Companies using agile development must recognize that they won’t reap the benefits of agile without the correct organizational philosophy. Companies often don’t even realize that they are following a path that can limit agile adoption. Here, Charles Suscheck describes two organizational philosophies—one that is adverse to successful agile adoption and one that facilitates the agile processes.
Companies using agile development must recognize that they won’t reap the benefits of agile without the correct organizational philosophy. Companies often don’t even realize that they are following a path that can limit agile adoption. Part one of this article describes two organizational philosophies—one that is adverse to successful agile adoption and one that facilitates the agile processes. Part two will provide guidelines for detecting a philosophy that does not support agile development and offers suggestions to align your organization’s philosophy to match your needs. You’ll have to wait until next month when I present part two of this article on recognizing and correcting organizational mis-alignment with agile principles.
Agile development is more than a collection of techniques; it’s a set of values with a key focus on people over process, team self-organization, and emergent behaviors. Companies that try to implement agile process without adopting a supporting organizational philosophy can be disappointed with the results. Engaging people, not just mechanically adopting agile practices and techniques, is one of the most important, difficult, and overlooked aspects of agile development.
Many companies follow a bureaucratic organizational philosophy, which promotes a strict hierarchy, authoritative power positions, and an emphasis on maintaining conformity to the status quo. The idea is that reducing variability will increase the ability to measure performance, make control easier, and, ultimately, optimize productivity. This orientation is influenced by McGregor’s Theory X (“The Human Side of Enterprise, Annotated Edition” by Douglas McGregor, McGraw-Hill, 2005) in which management assumes that employees must be controlled and guided by process. Often, an employee’s initiative and creative thinking is forced to fit into strictly prescribed behavioral confines of limiting the possibility of employee innovation in favor of control and predictability.
One of the tenets of agile development is valuing people over process. By limiting people’s creative thinking, initiative, and ultimately sense of control over their work, some of the major advantages of agile are quashed; the ability to push decisions to the level of the organization where the work is (and therefore the most is known about the work) and the ability to use many minds to collaborate in ideas.
Many industries, specifically those that practice software development under the name of agile development, have successfully implemented the relatively modern post-industrial organizational philosophy. It emphasizes decentralized and lateral control structures, team orientation, mission-based objectives, and reciprocal power relations, while highlighting employee creativity and initiative. In a post-industrial organization, evolving work routines are not only allowed, they’re encouraged. Post-industrial management subscribes to McGregor’s Theory Y—managers communicating openly, minimizing control differences between superiors and subordinate, and creating a comfortable environment in which subordinates can develop and use their abilities. The lack of formal control allows for greater freedom and creativity for employees. Once formal control is loosened, people feel empowered to make decisions and collaboration increases. Collaboration is valued over contract negotiation and people are valued over process.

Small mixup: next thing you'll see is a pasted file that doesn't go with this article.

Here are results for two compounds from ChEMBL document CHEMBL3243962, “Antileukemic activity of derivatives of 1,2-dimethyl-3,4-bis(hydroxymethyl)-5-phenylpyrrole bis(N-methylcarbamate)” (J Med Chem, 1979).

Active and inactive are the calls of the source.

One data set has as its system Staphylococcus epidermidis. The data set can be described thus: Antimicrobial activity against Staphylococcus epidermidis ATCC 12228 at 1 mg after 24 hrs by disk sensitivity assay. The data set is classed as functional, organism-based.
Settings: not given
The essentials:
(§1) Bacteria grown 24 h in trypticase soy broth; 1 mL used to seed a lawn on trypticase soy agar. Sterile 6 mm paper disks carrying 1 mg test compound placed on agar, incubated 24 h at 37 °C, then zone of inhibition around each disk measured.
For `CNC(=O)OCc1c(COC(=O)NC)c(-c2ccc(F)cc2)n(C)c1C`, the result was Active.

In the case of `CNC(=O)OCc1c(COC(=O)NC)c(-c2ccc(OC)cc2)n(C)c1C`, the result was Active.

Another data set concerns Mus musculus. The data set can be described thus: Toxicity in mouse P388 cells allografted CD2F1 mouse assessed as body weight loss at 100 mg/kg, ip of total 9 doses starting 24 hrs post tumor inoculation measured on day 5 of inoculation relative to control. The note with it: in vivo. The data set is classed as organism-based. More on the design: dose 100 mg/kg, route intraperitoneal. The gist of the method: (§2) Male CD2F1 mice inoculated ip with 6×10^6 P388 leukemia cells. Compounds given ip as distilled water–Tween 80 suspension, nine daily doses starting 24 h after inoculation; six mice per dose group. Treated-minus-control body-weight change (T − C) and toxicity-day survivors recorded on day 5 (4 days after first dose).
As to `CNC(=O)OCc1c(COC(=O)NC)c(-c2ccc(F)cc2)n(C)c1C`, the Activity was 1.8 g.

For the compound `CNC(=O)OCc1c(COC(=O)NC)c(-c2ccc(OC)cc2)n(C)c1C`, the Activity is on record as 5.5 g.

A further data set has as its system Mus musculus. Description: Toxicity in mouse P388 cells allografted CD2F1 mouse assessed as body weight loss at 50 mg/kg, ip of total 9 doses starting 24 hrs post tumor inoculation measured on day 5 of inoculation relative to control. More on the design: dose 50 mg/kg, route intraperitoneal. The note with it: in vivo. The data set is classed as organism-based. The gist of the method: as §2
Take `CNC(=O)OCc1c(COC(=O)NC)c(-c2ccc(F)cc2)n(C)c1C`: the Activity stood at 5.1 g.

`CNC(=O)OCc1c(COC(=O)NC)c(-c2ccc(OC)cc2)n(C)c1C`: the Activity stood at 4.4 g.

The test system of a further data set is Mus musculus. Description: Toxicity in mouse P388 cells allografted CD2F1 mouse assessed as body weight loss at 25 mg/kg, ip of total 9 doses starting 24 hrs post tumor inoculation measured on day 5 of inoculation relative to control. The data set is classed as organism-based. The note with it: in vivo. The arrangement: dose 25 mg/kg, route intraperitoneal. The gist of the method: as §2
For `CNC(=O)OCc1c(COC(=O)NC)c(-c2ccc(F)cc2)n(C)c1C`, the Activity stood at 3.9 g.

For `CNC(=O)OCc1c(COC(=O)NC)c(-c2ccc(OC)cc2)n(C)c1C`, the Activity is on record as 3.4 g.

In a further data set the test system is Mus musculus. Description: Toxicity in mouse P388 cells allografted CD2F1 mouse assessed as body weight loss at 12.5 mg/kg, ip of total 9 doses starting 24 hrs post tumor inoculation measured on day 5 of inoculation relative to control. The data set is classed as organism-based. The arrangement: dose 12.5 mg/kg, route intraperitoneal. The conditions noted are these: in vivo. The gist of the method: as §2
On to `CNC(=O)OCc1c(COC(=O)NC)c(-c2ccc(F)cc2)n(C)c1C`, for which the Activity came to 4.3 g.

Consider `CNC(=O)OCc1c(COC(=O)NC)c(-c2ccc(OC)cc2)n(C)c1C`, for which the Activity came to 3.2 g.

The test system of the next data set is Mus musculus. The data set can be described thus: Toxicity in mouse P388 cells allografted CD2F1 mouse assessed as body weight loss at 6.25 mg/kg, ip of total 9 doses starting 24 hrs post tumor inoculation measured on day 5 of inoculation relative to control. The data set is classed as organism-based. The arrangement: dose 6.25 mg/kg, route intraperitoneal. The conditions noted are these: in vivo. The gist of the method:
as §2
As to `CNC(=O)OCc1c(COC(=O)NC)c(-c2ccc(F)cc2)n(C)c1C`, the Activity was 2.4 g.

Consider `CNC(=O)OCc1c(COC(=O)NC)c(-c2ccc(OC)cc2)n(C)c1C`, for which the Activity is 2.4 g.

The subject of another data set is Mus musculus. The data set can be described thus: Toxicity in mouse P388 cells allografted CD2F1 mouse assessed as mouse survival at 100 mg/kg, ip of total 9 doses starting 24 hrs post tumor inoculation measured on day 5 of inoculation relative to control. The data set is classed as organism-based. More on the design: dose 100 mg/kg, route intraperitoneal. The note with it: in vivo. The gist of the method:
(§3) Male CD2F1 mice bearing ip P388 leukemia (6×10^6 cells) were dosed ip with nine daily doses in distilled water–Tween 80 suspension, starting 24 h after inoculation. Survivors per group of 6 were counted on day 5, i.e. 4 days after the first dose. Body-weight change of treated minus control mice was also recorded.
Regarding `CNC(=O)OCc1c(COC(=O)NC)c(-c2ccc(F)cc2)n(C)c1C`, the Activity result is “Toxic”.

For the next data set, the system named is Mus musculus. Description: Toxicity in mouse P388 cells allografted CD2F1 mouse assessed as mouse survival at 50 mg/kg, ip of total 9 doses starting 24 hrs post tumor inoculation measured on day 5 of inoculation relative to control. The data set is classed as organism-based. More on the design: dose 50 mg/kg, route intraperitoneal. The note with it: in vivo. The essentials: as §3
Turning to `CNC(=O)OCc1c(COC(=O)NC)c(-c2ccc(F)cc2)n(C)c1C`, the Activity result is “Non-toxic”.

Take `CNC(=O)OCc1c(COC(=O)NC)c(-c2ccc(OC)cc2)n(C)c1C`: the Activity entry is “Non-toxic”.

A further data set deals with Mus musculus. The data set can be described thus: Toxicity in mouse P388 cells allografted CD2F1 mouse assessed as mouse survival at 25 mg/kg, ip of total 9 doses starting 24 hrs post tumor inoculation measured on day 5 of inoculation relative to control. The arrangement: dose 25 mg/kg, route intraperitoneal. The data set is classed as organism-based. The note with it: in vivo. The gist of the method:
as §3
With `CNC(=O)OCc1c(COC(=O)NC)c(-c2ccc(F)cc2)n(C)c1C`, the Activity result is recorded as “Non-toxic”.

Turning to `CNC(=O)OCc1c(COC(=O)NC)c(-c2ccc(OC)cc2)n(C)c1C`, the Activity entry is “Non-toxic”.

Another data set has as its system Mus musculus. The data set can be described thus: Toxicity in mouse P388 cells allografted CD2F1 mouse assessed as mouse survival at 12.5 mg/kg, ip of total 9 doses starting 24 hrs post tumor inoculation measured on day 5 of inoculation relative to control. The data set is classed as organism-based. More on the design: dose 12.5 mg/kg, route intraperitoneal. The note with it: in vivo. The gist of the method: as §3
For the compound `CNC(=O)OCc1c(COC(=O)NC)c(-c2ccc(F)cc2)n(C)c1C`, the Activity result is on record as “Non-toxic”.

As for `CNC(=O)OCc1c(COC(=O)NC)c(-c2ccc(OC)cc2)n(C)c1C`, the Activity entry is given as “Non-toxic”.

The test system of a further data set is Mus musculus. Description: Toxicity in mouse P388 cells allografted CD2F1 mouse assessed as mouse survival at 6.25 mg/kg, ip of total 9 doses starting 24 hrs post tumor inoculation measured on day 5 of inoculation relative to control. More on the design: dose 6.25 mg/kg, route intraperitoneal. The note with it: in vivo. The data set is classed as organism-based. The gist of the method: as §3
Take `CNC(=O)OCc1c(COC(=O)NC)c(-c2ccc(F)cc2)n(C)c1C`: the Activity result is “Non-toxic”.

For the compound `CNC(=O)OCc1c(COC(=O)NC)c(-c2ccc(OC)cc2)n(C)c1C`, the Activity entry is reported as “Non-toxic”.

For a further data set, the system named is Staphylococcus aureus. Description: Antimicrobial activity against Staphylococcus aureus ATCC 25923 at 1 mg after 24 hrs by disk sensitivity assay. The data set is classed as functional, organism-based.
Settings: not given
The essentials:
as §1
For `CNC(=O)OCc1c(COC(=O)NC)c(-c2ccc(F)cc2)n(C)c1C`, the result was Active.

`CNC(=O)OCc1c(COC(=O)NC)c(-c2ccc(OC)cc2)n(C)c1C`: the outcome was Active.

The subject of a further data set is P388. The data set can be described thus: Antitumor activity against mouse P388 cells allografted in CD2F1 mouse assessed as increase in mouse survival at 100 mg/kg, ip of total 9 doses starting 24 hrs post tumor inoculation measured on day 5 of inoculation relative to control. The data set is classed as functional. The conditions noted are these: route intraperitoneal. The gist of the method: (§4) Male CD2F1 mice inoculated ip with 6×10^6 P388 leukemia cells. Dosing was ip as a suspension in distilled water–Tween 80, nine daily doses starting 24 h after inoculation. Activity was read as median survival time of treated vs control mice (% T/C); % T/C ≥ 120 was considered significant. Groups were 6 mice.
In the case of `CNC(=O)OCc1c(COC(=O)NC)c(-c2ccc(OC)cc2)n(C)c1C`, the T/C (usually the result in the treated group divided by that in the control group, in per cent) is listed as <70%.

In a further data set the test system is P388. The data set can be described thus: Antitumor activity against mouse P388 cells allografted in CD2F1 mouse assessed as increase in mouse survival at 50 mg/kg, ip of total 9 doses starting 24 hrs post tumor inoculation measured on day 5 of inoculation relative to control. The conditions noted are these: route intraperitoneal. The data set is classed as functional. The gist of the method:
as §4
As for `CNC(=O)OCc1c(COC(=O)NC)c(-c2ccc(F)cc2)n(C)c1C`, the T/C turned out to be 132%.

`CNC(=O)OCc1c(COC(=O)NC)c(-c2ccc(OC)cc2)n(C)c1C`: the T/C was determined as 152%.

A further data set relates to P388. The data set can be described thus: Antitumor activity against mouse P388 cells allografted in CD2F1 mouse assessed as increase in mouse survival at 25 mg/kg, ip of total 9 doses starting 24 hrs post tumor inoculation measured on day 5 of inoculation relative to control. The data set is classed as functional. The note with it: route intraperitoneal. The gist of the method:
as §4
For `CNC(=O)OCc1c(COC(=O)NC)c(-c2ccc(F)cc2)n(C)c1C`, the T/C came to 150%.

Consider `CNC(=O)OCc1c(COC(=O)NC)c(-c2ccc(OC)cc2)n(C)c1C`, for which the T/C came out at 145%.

Organizations adopting agile development often tacitly follow the bureaucratic philosophy and, consciously or not, try to implement agile using a bureaucratic method. Often, it’s the case that the organization does not realize that it is following a bureaucratic philosophy—years of behaving in a command-and-control manner can make it difficult to recognize the behavior. Agile is practiced simply as a new series of techniques, not as a new approach to engaging their staff. Indeed, such organizations adopt the mechanical aspects of agile development, only focusing on the simple mechanical techniques such as standups, fixed iterations, backlog, or story cards, while never implementing nor realizing the true potential of fully implementing the cultural aspects of agile methods. The underlying culture must enable a post-industrial organizational philosophy, something that differs fundamentally from the bureaucratic philosophy.
So, what is the technological-oriented leader to do? The first step is to recognize that one is practicing a bureaucratic orientation and to understand that such an orientation does not effectively support agility.
Table 1 compares the bureaucratic orientation to the values of the agile manifesto, which directly support a post-industrial orientation. The differences are significant: responsibility and the authority for decisions are in the hands of the workers, the process is defined by those who must follow it, and collaboration is of primary importance. This difference allows people to be engaged, responsible, and highly empowered. When people are engaged and empowered, the quality of their work will increase. When collaboration is higher (particularly in agile teams with pair work, whole team ownership, team estimation, and other collaboration techniques) the ideas of many minds can be brought to bear on the problems at hand and speed to market is increased – there’s less static between people.